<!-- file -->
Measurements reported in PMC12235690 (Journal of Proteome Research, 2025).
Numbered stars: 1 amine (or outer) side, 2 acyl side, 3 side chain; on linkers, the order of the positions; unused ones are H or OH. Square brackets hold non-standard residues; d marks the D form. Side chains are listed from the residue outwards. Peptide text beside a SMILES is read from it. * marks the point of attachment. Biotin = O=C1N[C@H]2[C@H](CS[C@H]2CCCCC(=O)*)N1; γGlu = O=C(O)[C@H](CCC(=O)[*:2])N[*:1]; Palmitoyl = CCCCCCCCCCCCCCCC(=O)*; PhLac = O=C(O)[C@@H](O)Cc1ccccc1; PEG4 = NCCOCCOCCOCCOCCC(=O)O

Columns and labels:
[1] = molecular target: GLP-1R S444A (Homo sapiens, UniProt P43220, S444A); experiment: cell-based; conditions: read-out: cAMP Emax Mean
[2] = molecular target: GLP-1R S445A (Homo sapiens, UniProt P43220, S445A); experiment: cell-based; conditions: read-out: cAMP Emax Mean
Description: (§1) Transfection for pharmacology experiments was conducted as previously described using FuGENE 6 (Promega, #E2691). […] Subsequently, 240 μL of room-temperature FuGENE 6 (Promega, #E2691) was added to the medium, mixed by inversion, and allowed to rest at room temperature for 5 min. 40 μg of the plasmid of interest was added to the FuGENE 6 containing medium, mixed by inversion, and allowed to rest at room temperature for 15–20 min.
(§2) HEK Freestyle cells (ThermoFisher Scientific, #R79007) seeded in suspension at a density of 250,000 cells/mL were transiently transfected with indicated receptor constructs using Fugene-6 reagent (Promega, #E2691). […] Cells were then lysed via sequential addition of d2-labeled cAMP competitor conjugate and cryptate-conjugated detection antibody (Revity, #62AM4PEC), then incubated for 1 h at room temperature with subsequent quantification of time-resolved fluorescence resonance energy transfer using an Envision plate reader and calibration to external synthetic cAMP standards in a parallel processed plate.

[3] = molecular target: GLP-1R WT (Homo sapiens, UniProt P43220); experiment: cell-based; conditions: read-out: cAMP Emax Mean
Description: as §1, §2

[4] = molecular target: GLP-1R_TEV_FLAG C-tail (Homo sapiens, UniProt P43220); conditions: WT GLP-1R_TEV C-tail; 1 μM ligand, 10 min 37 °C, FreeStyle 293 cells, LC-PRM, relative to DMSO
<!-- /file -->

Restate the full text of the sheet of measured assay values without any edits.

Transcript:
Measurements reported in PMC12235690 (Journal of Proteome Research, 2025).
Numbered stars: 1 amine (or outer) side, 2 acyl side, 3 side chain; on linkers, the order of the positions; unused ones are H or OH. Square brackets hold non-standard residues; d marks the D form. Side chains are listed from the residue outwards. Peptide text beside a SMILES is read from it. * marks the point of attachment. Biotin = O=C1N[C@H]2[C@H](CS[C@H]2CCCCC(=O)*)N1; γGlu = O=C(O)[C@H](CCC(=O)[*:2])N[*:1]; Palmitoyl = CCCCCCCCCCCCCCCC(=O)*; PhLac = O=C(O)[C@@H](O)Cc1ccccc1; PEG4 = NCCOCCOCCOCCOCCC(=O)O

Columns and labels:
[1] = molecular target: GLP-1R S444A (Homo sapiens, UniProt P43220, S444A); experiment: cell-based; conditions: read-out: cAMP Emax Mean
[2] = molecular target: GLP-1R S445A (Homo sapiens, UniProt P43220, S445A); experiment: cell-based; conditions: read-out: cAMP Emax Mean
Description: (§1) Transfection for pharmacology experiments was conducted as previously described using FuGENE 6 (Promega, #E2691). […] Subsequently, 240 μL of room-temperature FuGENE 6 (Promega, #E2691) was added to the medium, mixed by inversion, and allowed to rest at room temperature for 5 min. 40 μg of the plasmid of interest was added to the FuGENE 6 containing medium, mixed by inversion, and allowed to rest at room temperature for 15–20 min.
(§2) HEK Freestyle cells (ThermoFisher Scientific, #R79007) seeded in suspension at a density of 250,000 cells/mL were transiently transfected with indicated receptor constructs using Fugene-6 reagent (Promega, #E2691). […] Cells were then lysed via sequential addition of d2-labeled cAMP competitor conjugate and cryptate-conjugated detection antibody (Revity, #62AM4PEC), then incubated for 1 h at room temperature with subsequent quantification of time-resolved fluorescence resonance energy transfer using an Envision plate reader and calibration to external synthetic cAMP standards in a parallel processed plate.

[3] = molecular target: GLP-1R WT (Homo sapiens, UniProt P43220); experiment: cell-based; conditions: read-out: cAMP Emax Mean
Description: as §1, §2

[4] = molecular target: GLP-1R_TEV_FLAG C-tail (Homo sapiens, UniProt P43220); conditions: WT GLP-1R_TEV C-tail; 1 μM ligand, 10 min 37 °C, FreeStyle 293 cells, LC-PRM, relative to DMSO